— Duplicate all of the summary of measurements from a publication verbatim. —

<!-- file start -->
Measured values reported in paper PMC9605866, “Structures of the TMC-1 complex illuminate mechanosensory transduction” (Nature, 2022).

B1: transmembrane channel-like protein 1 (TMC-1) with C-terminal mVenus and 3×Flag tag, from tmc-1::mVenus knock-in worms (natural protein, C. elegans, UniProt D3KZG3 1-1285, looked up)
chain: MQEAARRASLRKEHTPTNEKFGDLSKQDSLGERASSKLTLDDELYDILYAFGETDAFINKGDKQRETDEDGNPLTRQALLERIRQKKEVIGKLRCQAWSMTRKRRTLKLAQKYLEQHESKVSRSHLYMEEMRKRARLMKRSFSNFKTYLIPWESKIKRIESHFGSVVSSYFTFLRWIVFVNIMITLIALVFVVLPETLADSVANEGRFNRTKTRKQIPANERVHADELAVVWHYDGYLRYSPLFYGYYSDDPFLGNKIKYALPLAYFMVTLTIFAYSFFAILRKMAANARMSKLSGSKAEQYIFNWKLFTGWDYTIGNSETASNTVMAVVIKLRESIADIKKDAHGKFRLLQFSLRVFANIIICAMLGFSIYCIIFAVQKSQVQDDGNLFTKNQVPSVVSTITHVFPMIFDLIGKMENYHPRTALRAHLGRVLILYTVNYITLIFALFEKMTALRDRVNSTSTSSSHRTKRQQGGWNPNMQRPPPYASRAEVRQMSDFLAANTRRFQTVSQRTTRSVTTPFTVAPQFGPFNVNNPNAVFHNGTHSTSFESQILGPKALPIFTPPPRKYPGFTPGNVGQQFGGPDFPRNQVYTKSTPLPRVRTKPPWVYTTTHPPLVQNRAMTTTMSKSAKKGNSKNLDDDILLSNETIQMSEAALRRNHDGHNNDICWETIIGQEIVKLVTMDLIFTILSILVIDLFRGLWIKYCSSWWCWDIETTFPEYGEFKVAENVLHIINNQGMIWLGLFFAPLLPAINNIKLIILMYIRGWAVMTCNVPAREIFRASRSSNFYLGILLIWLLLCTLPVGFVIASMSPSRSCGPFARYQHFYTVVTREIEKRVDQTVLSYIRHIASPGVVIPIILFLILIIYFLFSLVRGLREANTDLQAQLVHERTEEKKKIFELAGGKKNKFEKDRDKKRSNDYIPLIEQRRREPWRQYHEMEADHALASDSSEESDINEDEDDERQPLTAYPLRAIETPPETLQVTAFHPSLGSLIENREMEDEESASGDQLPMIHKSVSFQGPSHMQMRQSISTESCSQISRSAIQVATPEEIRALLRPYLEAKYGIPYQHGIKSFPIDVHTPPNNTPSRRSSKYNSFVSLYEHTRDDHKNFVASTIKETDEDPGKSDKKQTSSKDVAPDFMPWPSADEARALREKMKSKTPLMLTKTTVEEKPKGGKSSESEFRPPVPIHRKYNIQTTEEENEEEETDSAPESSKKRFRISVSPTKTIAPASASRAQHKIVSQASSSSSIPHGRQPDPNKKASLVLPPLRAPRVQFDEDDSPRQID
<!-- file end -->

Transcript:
Measured values reported in paper PMC9605866, “Structures of the TMC-1 complex illuminate mechanosensory transduction” (Nature, 2022).

B1: transmembrane channel-like protein 1 (TMC-1) with C-terminal mVenus and 3×Flag tag, from tmc-1::mVenus knock-in worms (natural protein, C. elegans, UniProt D3KZG3 1-1285, looked up)
chain: MQEAARRASLRKEHTPTNEKFGDLSKQDSLGERASSKLTLDDELYDILYAFGETDAFINKGDKQRETDEDGNPLTRQALLERIRQKKEVIGKLRCQAWSMTRKRRTLKLAQKYLEQHESKVSRSHLYMEEMRKRARLMKRSFSNFKTYLIPWESKIKRIESHFGSVVSSYFTFLRWIVFVNIMITLIALVFVVLPETLADSVANEGRFNRTKTRKQIPANERVHADELAVVWHYDGYLRYSPLFYGYYSDDPFLGNKIKYALPLAYFMVTLTIFAYSFFAILRKMAANARMSKLSGSKAEQYIFNWKLFTGWDYTIGNSETASNTVMAVVIKLRESIADIKKDAHGKFRLLQFSLRVFANIIICAMLGFSIYCIIFAVQKSQVQDDGNLFTKNQVPSVVSTITHVFPMIFDLIGKMENYHPRTALRAHLGRVLILYTVNYITLIFALFEKMTALRDRVNSTSTSSSHRTKRQQGGWNPNMQRPPPYASRAEVRQMSDFLAANTRRFQTVSQRTTRSVTTPFTVAPQFGPFNVNNPNAVFHNGTHSTSFESQILGPKALPIFTPPPRKYPGFTPGNVGQQFGGPDFPRNQVYTKSTPLPRVRTKPPWVYTTTHPPLVQNRAMTTTMSKSAKKGNSKNLDDDILLSNETIQMSEAALRRNHDGHNNDICWETIIGQEIVKLVTMDLIFTILSILVIDLFRGLWIKYCSSWWCWDIETTFPEYGEFKVAENVLHIINNQGMIWLGLFFAPLLPAINNIKLIILMYIRGWAVMTCNVPAREIFRASRSSNFYLGILLIWLLLCTLPVGFVIASMSPSRSCGPFARYQHFYTVVTREIEKRVDQTVLSYIRHIASPGVVIPIILFLILIIYFLFSLVRGLREANTDLQAQLVHERTEEKKKIFELAGGKKNKFEKDRDKKRSNDYIPLIEQRRREPWRQYHEMEADHALASDSSEESDINEDEDDERQPLTAYPLRAIETPPETLQVTAFHPSLGSLIENREMEDEESASGDQLPMIHKSVSFQGPSHMQMRQSISTESCSQISRSAIQVATPEEIRALLRPYLEAKYGIPYQHGIKSFPIDVHTPPNNTPSRRSSKYNSFVSLYEHTRDDHKNFVASTIKETDEDPGKSDKKQTSSKDVAPDFMPWPSADEARALREKMKSKTPLMLTKTTVEEKPKGGKSSESEFRPPVPIHRKYNIQTTEEENEEEETDSAPESSKKRFRISVSPTKTIAPASASRAQHKIVSQASSSSSIPHGRQPDPNKKASLVLPPLRAPRVQFDEDDSPRQID